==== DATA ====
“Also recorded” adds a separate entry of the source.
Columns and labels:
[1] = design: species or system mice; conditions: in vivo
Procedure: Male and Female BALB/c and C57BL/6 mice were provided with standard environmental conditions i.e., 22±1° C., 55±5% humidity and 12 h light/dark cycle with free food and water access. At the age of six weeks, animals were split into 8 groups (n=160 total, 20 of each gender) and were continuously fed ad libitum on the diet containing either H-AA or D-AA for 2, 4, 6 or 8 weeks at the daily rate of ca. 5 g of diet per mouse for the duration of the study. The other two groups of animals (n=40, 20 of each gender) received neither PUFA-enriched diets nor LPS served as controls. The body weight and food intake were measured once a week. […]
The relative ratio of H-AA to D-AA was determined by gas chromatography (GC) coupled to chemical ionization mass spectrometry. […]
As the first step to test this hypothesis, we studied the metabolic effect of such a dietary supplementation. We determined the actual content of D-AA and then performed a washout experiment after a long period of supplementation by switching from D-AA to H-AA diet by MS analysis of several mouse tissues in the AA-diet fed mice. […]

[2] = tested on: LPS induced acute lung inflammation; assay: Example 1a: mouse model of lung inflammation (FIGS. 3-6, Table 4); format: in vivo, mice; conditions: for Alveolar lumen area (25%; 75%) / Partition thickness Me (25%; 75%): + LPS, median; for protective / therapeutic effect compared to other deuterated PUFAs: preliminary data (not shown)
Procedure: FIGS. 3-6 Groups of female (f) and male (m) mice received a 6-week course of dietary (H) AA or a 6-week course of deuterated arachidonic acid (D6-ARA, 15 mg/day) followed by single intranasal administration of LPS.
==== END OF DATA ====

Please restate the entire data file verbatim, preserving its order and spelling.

“Also recorded” adds a separate entry of the source.
Columns and labels:
[1] = design: species or system mice; conditions: in vivo
Procedure: Male and Female BALB/c and C57BL/6 mice were provided with standard environmental conditions i.e., 22±1° C., 55±5% humidity and 12 h light/dark cycle with free food and water access. At the age of six weeks, animals were split into 8 groups (n=160 total, 20 of each gender) and were continuously fed ad libitum on the diet containing either H-AA or D-AA for 2, 4, 6 or 8 weeks at the daily rate of ca. 5 g of diet per mouse for the duration of the study. The other two groups of animals (n=40, 20 of each gender) received neither PUFA-enriched diets nor LPS served as controls. The body weight and food intake were measured once a week. […]
The relative ratio of H-AA to D-AA was determined by gas chromatography (GC) coupled to chemical ionization mass spectrometry. […]
As the first step to test this hypothesis, we studied the metabolic effect of such a dietary supplementation. We determined the actual content of D-AA and then performed a washout experiment after a long period of supplementation by switching from D-AA to H-AA diet by MS analysis of several mouse tissues in the AA-diet fed mice. […]

[2] = tested on: LPS induced acute lung inflammation; assay: Example 1a: mouse model of lung inflammation (FIGS. 3-6, Table 4); format: in vivo, mice; conditions: for Alveolar lumen area (25%; 75%) / Partition thickness Me (25%; 75%): + LPS, median; for protective / therapeutic effect compared to other deuterated PUFAs: preliminary data (not shown)
Procedure: FIGS. 3-6 Groups of female (f) and male (m) mice received a 6-week course of dietary (H) AA or a 6-week course of deuterated arachidonic acid (D6-ARA, 15 mg/day) followed by single intranasal administration of LPS.